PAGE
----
Home loan plan targets civil service
Sapa - South Africa
The government's mortgage default insurance (MDI) scheme, aimed at helping lower-middle-income earners to own their own homes, would start operating in the new financial year, it emerged yesterday.
The R1 billion scheme would initially apply to police officers, nurses and teachers, Deputy Human Settlements Minister Zou Kota-Fredericks said in Parliament.
“We have not quantified in terms of numbers, but we know exactly what category (of people) we are talking of – police, nurses and teachers,” she said.
“Professionals who (earn) between R3 500 and R15 000 (a month) – that is the area we are focusing on at the moment.”
The MDI would allow people who earn between these amounts to “access a subsidy from the provinces of up to R83 000”, enabling them to secure housing finance of up to R300 000 from an accredited bank. It would “mitigate the default risk” on mortgage loan repayments to the banks, Kota-Fredericks said.
Residential house prices show increase in December 2011
Ooba - South Africa
According to the latest oobarometer results released by ooba - South Africa's leading bond originator - property prices showed positive year-on-year growth of 6.2% in December. Although this increase is a positive development for the local residential property market, ooba predicts that the market will continue to trade sideways in 2012.
The December oobarometer price index reveals that the average house price rose to R870 564 from R819 977 a year earlier. A month-on-month increase of 3.6% was also recorded in December. The growth in the average purchase price amongst first time buyers showed a significant increase, with year-on-year growth of 14.5% to R656 230 in December 2011 from R573 112 a year earlier.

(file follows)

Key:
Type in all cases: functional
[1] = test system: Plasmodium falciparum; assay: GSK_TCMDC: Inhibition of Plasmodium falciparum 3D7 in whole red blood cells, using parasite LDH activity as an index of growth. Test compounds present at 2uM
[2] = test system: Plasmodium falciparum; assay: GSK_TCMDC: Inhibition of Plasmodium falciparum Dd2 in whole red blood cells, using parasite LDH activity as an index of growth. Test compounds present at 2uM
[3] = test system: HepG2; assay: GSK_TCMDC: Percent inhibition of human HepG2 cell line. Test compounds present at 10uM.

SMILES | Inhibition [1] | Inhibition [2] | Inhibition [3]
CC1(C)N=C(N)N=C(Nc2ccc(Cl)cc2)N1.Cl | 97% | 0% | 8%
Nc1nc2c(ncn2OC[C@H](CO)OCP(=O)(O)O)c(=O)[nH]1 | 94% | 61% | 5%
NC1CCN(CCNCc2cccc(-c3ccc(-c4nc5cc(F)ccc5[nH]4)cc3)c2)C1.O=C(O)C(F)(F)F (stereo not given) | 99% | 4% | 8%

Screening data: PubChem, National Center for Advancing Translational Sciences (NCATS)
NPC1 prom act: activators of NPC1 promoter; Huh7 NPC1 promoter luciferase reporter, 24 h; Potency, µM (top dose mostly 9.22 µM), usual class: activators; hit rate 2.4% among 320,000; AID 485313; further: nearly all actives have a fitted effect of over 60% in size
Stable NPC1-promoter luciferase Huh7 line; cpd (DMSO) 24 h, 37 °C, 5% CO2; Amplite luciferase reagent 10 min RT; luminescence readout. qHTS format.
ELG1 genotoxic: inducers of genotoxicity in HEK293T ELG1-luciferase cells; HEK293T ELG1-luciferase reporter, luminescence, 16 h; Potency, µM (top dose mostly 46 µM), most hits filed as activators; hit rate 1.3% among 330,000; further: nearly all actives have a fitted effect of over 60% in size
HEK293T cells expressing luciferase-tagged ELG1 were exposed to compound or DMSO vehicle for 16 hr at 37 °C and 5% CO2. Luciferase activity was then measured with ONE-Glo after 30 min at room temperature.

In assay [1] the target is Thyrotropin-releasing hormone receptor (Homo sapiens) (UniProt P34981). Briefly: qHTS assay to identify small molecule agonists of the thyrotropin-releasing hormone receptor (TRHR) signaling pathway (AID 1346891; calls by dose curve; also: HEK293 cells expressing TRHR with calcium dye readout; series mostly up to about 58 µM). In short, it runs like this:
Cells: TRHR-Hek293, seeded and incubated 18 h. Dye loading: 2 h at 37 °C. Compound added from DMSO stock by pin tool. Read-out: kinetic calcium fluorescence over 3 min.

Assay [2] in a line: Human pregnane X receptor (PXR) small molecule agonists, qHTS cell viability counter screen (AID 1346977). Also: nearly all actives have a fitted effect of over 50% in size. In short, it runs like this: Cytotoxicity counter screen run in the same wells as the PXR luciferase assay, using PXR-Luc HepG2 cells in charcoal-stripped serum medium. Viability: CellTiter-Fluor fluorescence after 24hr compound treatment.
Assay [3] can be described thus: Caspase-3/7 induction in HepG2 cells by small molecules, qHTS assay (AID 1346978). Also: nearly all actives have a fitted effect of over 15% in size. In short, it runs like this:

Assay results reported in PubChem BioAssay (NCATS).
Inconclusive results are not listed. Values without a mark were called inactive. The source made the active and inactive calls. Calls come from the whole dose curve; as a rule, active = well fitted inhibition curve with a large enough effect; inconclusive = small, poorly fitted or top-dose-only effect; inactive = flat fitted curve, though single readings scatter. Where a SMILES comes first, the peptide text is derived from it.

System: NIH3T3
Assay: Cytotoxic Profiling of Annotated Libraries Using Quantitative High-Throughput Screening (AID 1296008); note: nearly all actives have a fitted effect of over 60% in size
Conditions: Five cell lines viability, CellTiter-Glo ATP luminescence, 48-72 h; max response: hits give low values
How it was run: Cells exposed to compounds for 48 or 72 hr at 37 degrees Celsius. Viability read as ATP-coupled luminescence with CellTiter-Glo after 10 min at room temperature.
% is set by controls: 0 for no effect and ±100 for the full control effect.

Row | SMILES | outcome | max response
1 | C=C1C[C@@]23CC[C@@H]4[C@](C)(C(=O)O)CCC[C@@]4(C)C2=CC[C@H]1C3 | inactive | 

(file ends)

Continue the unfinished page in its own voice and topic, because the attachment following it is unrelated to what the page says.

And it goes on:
Saul Geffen, CEO of ooba, says that while this increase is encouraging, he anticipates that residential property prices will continue to drift sideways throughout 2012 and doesn't expect the average annual property price growth to exceed inflation by much this year.
What to do if I cannot pay my bond anymore? Know your options
Iol property - South Africa
With such tough financial times at present, more and more people are finding themselves in debt or financially strained.
Failure to pay home loan instalments can lead to the involuntary sale of one's home - but this last resort, and a lifetime filled with debt, can be avoided.
According to Richard Gray, CEO of Harcourts Real Estate South Africa, "It is so important for those individuals facing financial pressures to know the options that are available to them. Harcourts works in partnership with a number of banks which aim to assist such individuals and lead them out of debt."
Houses overvalued by 25%? A rejoinder
Rode - South Africa
It appears estate agents and house investors and other stakeholders in the housing market have experienced serious anguish and denial following the launch of Rode’s Report (quarter 4 of 2011) on 26 January 2012. At the press conference at FNB’s offices in Fairland, Johannesburg, I stated that houses were fundamentally overvalued by at least 25%; furthermore, that house prices will, as a consequence, decline in real terms over many years (unless one assumes a quick collapse like in the USA).
Estate agents’ anxiety can be understood as stagnant prices tend to be associated with fewer transactions and, therefore, less commission. Naturally, the messenger is to be blamed.
Our findings have three crucial implications: